• What does it mean to you to “act in self-defense”?

Some people think that individuals are responsible for who they are and what they make of themselves. Other people think that family and social factors determine who an individual is and what he or she becomes. What do you think? Why?

Have you ever belonged to, contributed to, or held any position with an organization that takes a position on domestic violence (e.g., a shelter for battered women [and children])?

  • What is the name of the organization?
  • What was the nature of your involvement?
  • When were you involved?
  • How long were you involved?
  • What prompted you to become involved with this organization?

Has anyone close to you ever belonged to, contributed to, or held any position with an organization that takes a position on domestic violence (e.g., a shelter for battered women [and children])?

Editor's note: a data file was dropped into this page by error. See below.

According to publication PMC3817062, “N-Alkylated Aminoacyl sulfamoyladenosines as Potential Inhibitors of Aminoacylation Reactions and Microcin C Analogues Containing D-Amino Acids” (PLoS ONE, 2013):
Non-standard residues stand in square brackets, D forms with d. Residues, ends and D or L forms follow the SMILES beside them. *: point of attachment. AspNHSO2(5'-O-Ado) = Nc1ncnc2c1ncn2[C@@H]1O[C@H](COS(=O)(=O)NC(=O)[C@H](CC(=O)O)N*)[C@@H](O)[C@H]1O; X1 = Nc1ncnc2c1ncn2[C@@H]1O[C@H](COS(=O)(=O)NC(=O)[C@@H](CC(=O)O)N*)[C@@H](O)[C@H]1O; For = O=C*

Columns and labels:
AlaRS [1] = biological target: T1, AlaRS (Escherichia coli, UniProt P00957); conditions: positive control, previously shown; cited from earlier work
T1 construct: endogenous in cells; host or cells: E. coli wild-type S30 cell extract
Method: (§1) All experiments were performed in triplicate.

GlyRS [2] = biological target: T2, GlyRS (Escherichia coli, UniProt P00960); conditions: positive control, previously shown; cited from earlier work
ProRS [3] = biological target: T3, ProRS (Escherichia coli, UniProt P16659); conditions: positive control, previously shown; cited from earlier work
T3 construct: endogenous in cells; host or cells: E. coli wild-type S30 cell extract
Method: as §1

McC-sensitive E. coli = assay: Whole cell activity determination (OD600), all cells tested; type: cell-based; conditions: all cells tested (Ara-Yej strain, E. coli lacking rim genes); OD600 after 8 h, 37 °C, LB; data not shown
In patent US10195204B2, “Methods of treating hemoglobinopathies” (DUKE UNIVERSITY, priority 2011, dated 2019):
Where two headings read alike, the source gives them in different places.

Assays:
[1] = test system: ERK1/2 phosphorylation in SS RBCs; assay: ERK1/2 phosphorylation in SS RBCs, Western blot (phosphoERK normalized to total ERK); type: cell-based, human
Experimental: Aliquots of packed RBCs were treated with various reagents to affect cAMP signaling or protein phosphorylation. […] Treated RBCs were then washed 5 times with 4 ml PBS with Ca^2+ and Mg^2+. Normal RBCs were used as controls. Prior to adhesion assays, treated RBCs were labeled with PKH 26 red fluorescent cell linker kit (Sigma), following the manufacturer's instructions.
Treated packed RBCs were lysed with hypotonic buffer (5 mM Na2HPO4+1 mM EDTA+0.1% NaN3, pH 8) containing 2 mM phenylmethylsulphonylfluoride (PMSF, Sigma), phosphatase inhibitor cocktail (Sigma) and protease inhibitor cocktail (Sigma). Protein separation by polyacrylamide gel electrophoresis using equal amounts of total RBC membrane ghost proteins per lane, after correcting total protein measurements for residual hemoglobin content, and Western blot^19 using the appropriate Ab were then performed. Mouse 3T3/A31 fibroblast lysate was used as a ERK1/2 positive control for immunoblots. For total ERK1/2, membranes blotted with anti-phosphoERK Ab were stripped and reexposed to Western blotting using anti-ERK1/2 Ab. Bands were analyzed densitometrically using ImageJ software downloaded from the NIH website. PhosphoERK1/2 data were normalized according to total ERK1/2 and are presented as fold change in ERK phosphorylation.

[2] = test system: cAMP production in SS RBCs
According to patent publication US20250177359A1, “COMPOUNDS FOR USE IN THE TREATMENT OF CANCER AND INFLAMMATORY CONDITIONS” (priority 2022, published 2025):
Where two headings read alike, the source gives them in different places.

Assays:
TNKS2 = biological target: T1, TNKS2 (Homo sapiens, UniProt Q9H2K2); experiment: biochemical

• Did you have conversations about this organization?
  • How will those conversations or this person’s experience impact your decision-making in this case?

About the Author

Susan Broome, Ph.D., is a trial consultant in Boston, Massachusetts. She earned her B.A. from Columbia University; her M.A. from Tufts University; and her Ph.D., in Psychology, from Clark University. Dr. Broome is the author of Pattern Voir Dire Questions, from which these materials are excerpted.

Pattern Voir Dire Questions is a collection of more than 1,700 voir dire questions for 26 different types of cases – civil and criminal.  The book covers broad array of topics, from assault and battery to employment discrimination, to pain and suffering, and workplace safety. A Topical Index of Questions gives you an alternative way to find just the right questions for your case and make sure you have covered all the bases.